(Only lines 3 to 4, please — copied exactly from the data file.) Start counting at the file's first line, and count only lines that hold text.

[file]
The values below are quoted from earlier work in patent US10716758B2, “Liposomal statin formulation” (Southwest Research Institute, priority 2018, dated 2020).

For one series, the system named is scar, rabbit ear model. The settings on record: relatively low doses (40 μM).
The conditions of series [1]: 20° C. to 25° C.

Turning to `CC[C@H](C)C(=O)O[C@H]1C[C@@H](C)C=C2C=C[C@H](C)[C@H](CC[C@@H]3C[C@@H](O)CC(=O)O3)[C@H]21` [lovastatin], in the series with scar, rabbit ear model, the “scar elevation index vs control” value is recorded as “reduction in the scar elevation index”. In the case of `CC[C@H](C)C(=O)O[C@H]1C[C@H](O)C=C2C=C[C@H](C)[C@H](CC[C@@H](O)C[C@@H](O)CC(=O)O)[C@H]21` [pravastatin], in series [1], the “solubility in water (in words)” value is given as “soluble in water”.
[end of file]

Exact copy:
The conditions of series [1]: 20° C. to 25° C.

Turning to `CC[C@H](C)C(=O)O[C@H]1C[C@@H](C)C=C2C=C[C@H](C)[C@H](CC[C@@H]3C[C@@H](O)CC(=O)O3)[C@H]21` [lovastatin], in the series with scar, rabbit ear model, the “scar elevation index vs control” value is recorded as “reduction in the scar elevation index”. In the case of `CC[C@H](C)C(=O)O[C@H]1C[C@H](O)C=C2C=C[C@H](C)[C@H](CC[C@@H](O)C[C@@H](O)CC(=O)O)[C@H]21` [pravastatin], in series [1], the “solubility in water (in words)” value is given as “soluble in water”.